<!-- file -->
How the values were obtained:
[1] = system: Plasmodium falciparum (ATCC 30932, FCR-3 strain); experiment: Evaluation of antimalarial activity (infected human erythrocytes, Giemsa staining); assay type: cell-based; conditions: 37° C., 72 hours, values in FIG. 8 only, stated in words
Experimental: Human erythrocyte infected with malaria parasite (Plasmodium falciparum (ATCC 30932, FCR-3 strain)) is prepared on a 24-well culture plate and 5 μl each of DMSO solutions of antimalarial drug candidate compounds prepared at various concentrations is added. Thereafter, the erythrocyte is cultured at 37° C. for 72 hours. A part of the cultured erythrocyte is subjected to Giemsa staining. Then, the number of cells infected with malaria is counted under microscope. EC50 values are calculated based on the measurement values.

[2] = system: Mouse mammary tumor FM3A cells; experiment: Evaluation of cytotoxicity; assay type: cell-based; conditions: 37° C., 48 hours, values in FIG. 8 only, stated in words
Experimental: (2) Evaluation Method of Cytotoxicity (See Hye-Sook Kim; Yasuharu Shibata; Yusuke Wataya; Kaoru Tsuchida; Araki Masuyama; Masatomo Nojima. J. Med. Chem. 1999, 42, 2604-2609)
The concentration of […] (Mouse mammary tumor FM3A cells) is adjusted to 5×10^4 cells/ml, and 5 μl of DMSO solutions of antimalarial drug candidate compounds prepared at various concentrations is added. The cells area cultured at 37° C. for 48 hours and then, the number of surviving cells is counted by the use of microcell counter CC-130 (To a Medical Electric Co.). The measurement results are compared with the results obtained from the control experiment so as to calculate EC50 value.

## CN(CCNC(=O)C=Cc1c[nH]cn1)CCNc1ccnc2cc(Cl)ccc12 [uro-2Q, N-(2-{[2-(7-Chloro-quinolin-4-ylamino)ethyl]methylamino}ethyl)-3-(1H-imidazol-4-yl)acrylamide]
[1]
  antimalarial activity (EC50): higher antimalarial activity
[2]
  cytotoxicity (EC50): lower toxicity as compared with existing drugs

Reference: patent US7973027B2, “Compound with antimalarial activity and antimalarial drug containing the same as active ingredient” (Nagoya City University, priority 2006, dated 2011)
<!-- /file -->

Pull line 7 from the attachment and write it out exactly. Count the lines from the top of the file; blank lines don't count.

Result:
## CN(CCNC(=O)C=Cc1c[nH]cn1)CCNc1ccnc2cc(Cl)ccc12 [uro-2Q, N-(2-{[2-(7-Chloro-quinolin-4-ylamino)ethyl]methylamino}ethyl)-3-(1H-imidazol-4-yl)acrylamide]